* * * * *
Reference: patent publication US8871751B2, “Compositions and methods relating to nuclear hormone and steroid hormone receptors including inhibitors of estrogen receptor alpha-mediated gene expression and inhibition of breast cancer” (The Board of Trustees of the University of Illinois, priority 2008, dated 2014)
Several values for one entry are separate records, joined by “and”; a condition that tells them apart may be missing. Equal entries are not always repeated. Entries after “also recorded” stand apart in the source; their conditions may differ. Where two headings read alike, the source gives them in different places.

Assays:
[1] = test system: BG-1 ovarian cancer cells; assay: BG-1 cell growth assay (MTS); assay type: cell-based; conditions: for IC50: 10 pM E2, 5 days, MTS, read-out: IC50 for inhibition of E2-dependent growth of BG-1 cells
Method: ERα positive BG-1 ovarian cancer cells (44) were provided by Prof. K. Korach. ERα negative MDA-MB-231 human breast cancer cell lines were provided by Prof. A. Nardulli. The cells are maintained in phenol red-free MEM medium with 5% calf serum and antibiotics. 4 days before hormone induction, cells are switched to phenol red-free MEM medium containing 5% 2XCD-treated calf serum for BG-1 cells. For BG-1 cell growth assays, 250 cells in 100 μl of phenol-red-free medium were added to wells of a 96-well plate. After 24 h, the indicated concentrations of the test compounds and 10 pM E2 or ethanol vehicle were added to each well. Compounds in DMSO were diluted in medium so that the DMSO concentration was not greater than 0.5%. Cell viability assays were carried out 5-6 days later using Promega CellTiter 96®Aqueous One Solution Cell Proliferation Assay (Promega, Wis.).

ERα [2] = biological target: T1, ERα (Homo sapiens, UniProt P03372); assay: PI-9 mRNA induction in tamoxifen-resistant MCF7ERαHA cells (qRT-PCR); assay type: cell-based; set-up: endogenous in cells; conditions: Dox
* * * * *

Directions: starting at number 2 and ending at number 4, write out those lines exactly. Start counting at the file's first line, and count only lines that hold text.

Several values for one entry are separate records, joined by “and”; a condition that tells them apart may be missing. Equal entries are not always repeated. Entries after “also recorded” stand apart in the source; their conditions may differ. Where two headings read alike, the source gives them in different places.

Assays:
[1] = test system: BG-1 ovarian cancer cells; assay: BG-1 cell growth assay (MTS); assay type: cell-based; conditions: for IC50: 10 pM E2, 5 days, MTS, read-out: IC50 for inhibition of E2-dependent growth of BG-1 cells